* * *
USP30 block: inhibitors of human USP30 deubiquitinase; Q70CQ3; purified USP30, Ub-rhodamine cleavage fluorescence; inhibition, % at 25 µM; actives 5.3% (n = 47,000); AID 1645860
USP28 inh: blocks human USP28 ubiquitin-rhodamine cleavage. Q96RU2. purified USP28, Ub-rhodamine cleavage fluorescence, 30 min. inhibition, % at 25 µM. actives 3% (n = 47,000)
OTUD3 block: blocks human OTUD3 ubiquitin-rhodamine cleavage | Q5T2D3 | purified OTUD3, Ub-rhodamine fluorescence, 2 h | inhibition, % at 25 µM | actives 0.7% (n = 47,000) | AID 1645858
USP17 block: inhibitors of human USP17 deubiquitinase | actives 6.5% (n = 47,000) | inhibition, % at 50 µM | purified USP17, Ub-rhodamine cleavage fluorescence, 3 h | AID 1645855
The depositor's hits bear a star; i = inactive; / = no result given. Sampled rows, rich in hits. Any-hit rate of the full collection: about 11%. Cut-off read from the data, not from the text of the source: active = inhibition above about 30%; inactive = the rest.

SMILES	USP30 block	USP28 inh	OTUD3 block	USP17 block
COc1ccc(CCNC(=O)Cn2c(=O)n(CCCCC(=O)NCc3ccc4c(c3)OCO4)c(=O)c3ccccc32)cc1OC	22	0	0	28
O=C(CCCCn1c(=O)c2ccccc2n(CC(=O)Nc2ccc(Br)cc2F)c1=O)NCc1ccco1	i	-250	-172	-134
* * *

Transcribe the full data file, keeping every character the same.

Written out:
USP30 block: inhibitors of human USP30 deubiquitinase; Q70CQ3; purified USP30, Ub-rhodamine cleavage fluorescence; inhibition, % at 25 µM; actives 5.3% (n = 47,000); AID 1645860
USP28 inh: blocks human USP28 ubiquitin-rhodamine cleavage. Q96RU2. purified USP28, Ub-rhodamine cleavage fluorescence, 30 min. inhibition, % at 25 µM. actives 3% (n = 47,000)
OTUD3 block: blocks human OTUD3 ubiquitin-rhodamine cleavage | Q5T2D3 | purified OTUD3, Ub-rhodamine fluorescence, 2 h | inhibition, % at 25 µM | actives 0.7% (n = 47,000) | AID 1645858
USP17 block: inhibitors of human USP17 deubiquitinase | actives 6.5% (n = 47,000) | inhibition, % at 50 µM | purified USP17, Ub-rhodamine cleavage fluorescence, 3 h | AID 1645855
The depositor's hits bear a star; i = inactive; / = no result given. Sampled rows, rich in hits. Any-hit rate of the full collection: about 11%. Cut-off read from the data, not from the text of the source: active = inhibition above about 30%; inactive = the rest.

SMILES	USP30 block	USP28 inh	OTUD3 block	USP17 block
COc1ccc(CCNC(=O)Cn2c(=O)n(CCCCC(=O)NCc3ccc4c(c3)OCO4)c(=O)c3ccccc32)cc1OC	22	0	0	28
O=C(CCCCn1c(=O)c2ccccc2n(CC(=O)Nc2ccc(Br)cc2F)c1=O)NCc1ccco1	i	-250	-172	-134